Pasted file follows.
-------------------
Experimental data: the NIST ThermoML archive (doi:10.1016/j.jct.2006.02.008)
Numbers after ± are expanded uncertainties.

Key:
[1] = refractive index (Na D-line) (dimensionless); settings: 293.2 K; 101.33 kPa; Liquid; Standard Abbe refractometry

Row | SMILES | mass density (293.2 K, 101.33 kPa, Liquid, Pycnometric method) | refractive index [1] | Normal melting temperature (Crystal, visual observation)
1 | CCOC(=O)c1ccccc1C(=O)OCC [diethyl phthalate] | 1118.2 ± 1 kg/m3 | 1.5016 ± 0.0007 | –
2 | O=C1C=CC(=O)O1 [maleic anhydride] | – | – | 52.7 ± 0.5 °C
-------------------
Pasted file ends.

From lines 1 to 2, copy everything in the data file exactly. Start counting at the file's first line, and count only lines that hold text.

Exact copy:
Experimental data: the NIST ThermoML archive (doi:10.1016/j.jct.2006.02.008)
Numbers after ± are expanded uncertainties.